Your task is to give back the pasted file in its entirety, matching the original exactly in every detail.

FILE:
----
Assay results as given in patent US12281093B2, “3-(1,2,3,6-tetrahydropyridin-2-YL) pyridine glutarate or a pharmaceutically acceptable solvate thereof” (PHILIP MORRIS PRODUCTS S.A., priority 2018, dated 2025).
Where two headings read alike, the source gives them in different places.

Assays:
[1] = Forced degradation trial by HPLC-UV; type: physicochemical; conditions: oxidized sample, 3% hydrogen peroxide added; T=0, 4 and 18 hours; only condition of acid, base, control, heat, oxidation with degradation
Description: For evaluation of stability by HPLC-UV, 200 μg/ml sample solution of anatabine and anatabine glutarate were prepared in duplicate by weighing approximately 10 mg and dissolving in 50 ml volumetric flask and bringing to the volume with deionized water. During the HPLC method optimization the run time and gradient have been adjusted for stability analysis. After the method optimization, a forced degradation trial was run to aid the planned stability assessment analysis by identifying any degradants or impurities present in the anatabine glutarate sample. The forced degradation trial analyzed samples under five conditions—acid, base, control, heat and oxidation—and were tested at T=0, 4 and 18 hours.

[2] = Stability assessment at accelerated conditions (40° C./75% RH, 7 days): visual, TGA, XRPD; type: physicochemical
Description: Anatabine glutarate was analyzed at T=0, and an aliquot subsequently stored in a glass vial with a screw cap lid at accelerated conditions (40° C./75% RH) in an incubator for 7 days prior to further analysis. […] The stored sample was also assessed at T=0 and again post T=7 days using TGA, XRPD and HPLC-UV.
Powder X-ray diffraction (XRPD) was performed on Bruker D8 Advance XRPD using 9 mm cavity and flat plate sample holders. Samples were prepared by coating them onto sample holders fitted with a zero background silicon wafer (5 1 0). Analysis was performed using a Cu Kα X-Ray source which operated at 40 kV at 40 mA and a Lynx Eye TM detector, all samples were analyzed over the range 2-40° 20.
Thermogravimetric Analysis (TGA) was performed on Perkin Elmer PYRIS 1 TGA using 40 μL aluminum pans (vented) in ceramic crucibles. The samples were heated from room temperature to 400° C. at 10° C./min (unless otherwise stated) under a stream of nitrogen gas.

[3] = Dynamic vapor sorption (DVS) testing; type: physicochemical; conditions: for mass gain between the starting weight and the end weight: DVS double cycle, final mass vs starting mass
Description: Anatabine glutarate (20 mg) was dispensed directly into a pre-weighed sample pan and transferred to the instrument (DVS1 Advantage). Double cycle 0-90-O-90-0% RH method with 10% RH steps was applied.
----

Assay results as given in patent US12281093B2, “3-(1,2,3,6-tetrahydropyridin-2-YL) pyridine glutarate or a pharmaceutically acceptable solvate thereof” (PHILIP MORRIS PRODUCTS S.A., priority 2018, dated 2025).
Where two headings read alike, the source gives them in different places.

Assays:
[1] = Forced degradation trial by HPLC-UV; type: physicochemical; conditions: oxidized sample, 3% hydrogen peroxide added; T=0, 4 and 18 hours; only condition of acid, base, control, heat, oxidation with degradation
Description: For evaluation of stability by HPLC-UV, 200 μg/ml sample solution of anatabine and anatabine glutarate were prepared in duplicate by weighing approximately 10 mg and dissolving in 50 ml volumetric flask and bringing to the volume with deionized water. During the HPLC method optimization the run time and gradient have been adjusted for stability analysis. After the method optimization, a forced degradation trial was run to aid the planned stability assessment analysis by identifying any degradants or impurities present in the anatabine glutarate sample. The forced degradation trial analyzed samples under five conditions—acid, base, control, heat and oxidation—and were tested at T=0, 4 and 18 hours.

[2] = Stability assessment at accelerated conditions (40° C./75% RH, 7 days): visual, TGA, XRPD; type: physicochemical
Description: Anatabine glutarate was analyzed at T=0, and an aliquot subsequently stored in a glass vial with a screw cap lid at accelerated conditions (40° C./75% RH) in an incubator for 7 days prior to further analysis. […] The stored sample was also assessed at T=0 and again post T=7 days using TGA, XRPD and HPLC-UV.
Powder X-ray diffraction (XRPD) was performed on Bruker D8 Advance XRPD using 9 mm cavity and flat plate sample holders. Samples were prepared by coating them onto sample holders fitted with a zero background silicon wafer (5 1 0). Analysis was performed using a Cu Kα X-Ray source which operated at 40 kV at 40 mA and a Lynx Eye TM detector, all samples were analyzed over the range 2-40° 20.
Thermogravimetric Analysis (TGA) was performed on Perkin Elmer PYRIS 1 TGA using 40 μL aluminum pans (vented) in ceramic crucibles. The samples were heated from room temperature to 400° C. at 10° C./min (unless otherwise stated) under a stream of nitrogen gas.

[3] = Dynamic vapor sorption (DVS) testing; type: physicochemical; conditions: for mass gain between the starting weight and the end weight: DVS double cycle, final mass vs starting mass
Description: Anatabine glutarate (20 mg) was dispensed directly into a pre-weighed sample pan and transferred to the instrument (DVS1 Advantage). Double cycle 0-90-O-90-0% RH method with 10% RH steps was applied.